Population: 28 929 716

GDP: 63 080 000 000.00 $



Russia conquered the territory of present-day Uzbekistan in the late 19th century. Stiff resistance to the Red Army after the Bolshevik Revolution was eventually suppressed and a socialist republic established in 1924. During the Soviet era, intensive production of "white gold" (cotton) and grain led to overuse of agrochemicals and the depletion of water supplies, which have left the land degraded and the Aral Sea and certain rivers half dry.



Independent since 1991, the country has lessened its dependence on the cotton monoculture by diversifying agricultural production while developing its mineral and petroleum export capacity and increasing its manufacturing base. However, long-serving septuagenarian President Islom Karimov, who rose through the ranks of the Soviet-era State Planning Committee (Gosplan), remains wedded to the concepts of a command economy, creating a challenging environment for foreign investment. Current concerns include post-Karimov succession, terrorism by Islamic militants, economic stagnation, and the curtailment of human rights and democratization.




Population: 28,929,716 (2014).


Nationality: noun: Uzbekistani, adjective: Uzbekistani.


Ethnic groups: Uzbek 80%, Russian 5.5%, Tajik 5%, Kazakh 3%, Karakalpak 2.5%, Tatar 1.5%, other 2.5%.


Languages: Uzbek (official) 74.3%, Russian 14.2%, Tajik 4.4%, other 7.1%.


Religions: Muslim 88% (mostly Sunni), Eastern Orthodox 9%, other 3%.




GDP: $ 63 080 000 000.00 (2014).


Military Organization


Uzbek Armed Forces: Army, Air and Air Defense Forces.

Conflicts and Disputes


Prolonged drought and cotton monoculture in Uzbekistan and Turkmenistan created water-sharing difficulties for Amu Darya river states; field demarcation of the boundaries with Kazakhstan commenced in 2004; border delimitation of 130 km of border with Kyrgyzstan is hampered by serious disputes around enclaves and other areas.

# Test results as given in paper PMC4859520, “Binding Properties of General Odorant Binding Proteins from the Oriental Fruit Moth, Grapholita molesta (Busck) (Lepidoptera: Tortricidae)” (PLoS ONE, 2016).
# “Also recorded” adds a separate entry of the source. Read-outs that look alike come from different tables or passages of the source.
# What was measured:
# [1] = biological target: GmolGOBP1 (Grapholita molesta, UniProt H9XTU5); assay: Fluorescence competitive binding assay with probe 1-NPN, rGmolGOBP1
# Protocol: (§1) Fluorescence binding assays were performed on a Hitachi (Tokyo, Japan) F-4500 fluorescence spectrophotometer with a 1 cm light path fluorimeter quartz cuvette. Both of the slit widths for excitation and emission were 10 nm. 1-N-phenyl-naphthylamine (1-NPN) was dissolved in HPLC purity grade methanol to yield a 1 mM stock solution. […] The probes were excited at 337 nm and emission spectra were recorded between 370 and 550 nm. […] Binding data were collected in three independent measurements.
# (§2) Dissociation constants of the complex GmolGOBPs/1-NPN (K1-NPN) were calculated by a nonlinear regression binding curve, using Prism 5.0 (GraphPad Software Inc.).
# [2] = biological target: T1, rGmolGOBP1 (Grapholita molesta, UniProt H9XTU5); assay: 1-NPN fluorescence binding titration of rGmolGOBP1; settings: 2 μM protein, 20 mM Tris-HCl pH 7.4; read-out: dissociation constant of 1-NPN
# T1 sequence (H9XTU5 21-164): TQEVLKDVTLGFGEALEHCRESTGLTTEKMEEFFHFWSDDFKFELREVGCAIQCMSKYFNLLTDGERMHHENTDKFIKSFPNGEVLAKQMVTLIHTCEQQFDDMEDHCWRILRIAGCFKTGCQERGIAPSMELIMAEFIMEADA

Uzbekistan is transit country for Afghan narcotics bound for Russian and, to a lesser extent, Western European markets; limited illicit cultivation of cannabis and small amounts of opium poppy for domestic consumption; poppy cultivation almost wiped out by government crop eradication program; transit point for heroin precursor chemicals bound for Afghanistan.


Geographical Information and Map


Capital: Tashkent (Toshkent).


Location: Central Asia, north of Turkmenistan, south of Kazakhstan. Along with Liechtenstein, one of the only two doubly landlocked countries in the world.


Geographic coordinates:

41 00 N, 64 00 E.



total: 447,400 sq km

land: 425,400 sq km

water: 22,000 sq km


Land boundaries:

total: 6,893 km

border countries: Afghanistan 144 km, Kazakhstan 2,330 km, Kyrgyzstan 1,314 km, Tajikistan 1,312 km, Turkmenistan 1,793 km.


Coastline: 0 km (doubly landlocked). Uzbekistan includes the southern portion of the Aral Sea with a 420 km shoreline.


Natural resources: natural gas, petroleum, coal, gold, uranium, silver, copper, lead and zinc, tungsten, molybdenum.